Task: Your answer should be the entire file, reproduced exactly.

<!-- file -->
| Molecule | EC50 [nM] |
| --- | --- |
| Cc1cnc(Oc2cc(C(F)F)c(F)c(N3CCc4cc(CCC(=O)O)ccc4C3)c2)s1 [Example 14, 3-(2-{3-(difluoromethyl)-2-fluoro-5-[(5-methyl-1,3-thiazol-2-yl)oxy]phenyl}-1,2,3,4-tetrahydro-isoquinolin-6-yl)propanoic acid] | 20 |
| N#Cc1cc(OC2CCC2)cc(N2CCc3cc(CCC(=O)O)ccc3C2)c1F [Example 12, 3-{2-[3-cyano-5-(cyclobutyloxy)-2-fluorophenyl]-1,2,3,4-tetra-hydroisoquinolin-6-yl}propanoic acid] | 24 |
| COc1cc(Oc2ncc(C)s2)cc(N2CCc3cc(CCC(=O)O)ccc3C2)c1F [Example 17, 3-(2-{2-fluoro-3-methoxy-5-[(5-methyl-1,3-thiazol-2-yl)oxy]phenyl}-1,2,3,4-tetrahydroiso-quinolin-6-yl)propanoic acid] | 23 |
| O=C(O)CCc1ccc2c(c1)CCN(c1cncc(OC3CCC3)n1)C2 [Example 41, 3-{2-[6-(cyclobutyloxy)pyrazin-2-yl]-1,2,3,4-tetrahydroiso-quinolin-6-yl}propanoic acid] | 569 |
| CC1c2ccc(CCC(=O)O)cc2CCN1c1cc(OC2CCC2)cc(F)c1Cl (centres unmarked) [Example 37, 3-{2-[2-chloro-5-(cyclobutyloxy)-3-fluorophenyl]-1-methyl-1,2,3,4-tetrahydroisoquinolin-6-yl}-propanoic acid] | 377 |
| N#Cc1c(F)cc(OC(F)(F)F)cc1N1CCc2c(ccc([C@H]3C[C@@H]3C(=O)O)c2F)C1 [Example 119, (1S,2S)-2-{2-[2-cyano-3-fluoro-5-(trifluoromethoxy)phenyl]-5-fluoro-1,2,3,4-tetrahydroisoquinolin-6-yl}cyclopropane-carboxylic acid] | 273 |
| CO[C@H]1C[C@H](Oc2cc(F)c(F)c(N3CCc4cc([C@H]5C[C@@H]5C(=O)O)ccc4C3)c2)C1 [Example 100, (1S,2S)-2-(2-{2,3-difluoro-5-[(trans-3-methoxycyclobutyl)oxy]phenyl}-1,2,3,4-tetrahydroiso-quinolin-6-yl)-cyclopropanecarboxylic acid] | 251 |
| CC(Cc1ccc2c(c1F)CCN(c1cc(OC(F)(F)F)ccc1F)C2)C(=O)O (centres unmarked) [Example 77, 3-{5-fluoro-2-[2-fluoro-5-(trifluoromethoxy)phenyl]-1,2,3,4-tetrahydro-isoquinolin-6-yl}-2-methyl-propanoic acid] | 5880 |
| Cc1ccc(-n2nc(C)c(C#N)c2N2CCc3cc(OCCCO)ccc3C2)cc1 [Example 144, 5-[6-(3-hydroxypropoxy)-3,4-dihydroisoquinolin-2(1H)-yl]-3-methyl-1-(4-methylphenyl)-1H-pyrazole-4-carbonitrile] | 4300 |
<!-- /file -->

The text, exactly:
| Molecule | EC50 [nM] |
| --- | --- |
| Cc1cnc(Oc2cc(C(F)F)c(F)c(N3CCc4cc(CCC(=O)O)ccc4C3)c2)s1 [Example 14, 3-(2-{3-(difluoromethyl)-2-fluoro-5-[(5-methyl-1,3-thiazol-2-yl)oxy]phenyl}-1,2,3,4-tetrahydro-isoquinolin-6-yl)propanoic acid] | 20 |
| N#Cc1cc(OC2CCC2)cc(N2CCc3cc(CCC(=O)O)ccc3C2)c1F [Example 12, 3-{2-[3-cyano-5-(cyclobutyloxy)-2-fluorophenyl]-1,2,3,4-tetra-hydroisoquinolin-6-yl}propanoic acid] | 24 |
| COc1cc(Oc2ncc(C)s2)cc(N2CCc3cc(CCC(=O)O)ccc3C2)c1F [Example 17, 3-(2-{2-fluoro-3-methoxy-5-[(5-methyl-1,3-thiazol-2-yl)oxy]phenyl}-1,2,3,4-tetrahydroiso-quinolin-6-yl)propanoic acid] | 23 |
| O=C(O)CCc1ccc2c(c1)CCN(c1cncc(OC3CCC3)n1)C2 [Example 41, 3-{2-[6-(cyclobutyloxy)pyrazin-2-yl]-1,2,3,4-tetrahydroiso-quinolin-6-yl}propanoic acid] | 569 |
| CC1c2ccc(CCC(=O)O)cc2CCN1c1cc(OC2CCC2)cc(F)c1Cl (centres unmarked) [Example 37, 3-{2-[2-chloro-5-(cyclobutyloxy)-3-fluorophenyl]-1-methyl-1,2,3,4-tetrahydroisoquinolin-6-yl}-propanoic acid] | 377 |
| N#Cc1c(F)cc(OC(F)(F)F)cc1N1CCc2c(ccc([C@H]3C[C@@H]3C(=O)O)c2F)C1 [Example 119, (1S,2S)-2-{2-[2-cyano-3-fluoro-5-(trifluoromethoxy)phenyl]-5-fluoro-1,2,3,4-tetrahydroisoquinolin-6-yl}cyclopropane-carboxylic acid] | 273 |
| CO[C@H]1C[C@H](Oc2cc(F)c(F)c(N3CCc4cc([C@H]5C[C@@H]5C(=O)O)ccc4C3)c2)C1 [Example 100, (1S,2S)-2-(2-{2,3-difluoro-5-[(trans-3-methoxycyclobutyl)oxy]phenyl}-1,2,3,4-tetrahydroiso-quinolin-6-yl)-cyclopropanecarboxylic acid] | 251 |
| CC(Cc1ccc2c(c1F)CCN(c1cc(OC(F)(F)F)ccc1F)C2)C(=O)O (centres unmarked) [Example 77, 3-{5-fluoro-2-[2-fluoro-5-(trifluoromethoxy)phenyl]-1,2,3,4-tetrahydro-isoquinolin-6-yl}-2-methyl-propanoic acid] | 5880 |
| Cc1ccc(-n2nc(C)c(C#N)c2N2CCc3cc(OCCCO)ccc3C2)cc1 [Example 144, 5-[6-(3-hydroxypropoxy)-3,4-dihydroisoquinolin-2(1H)-yl]-3-methyl-1-(4-methylphenyl)-1H-pyrazole-4-carbonitrile] | 4300 |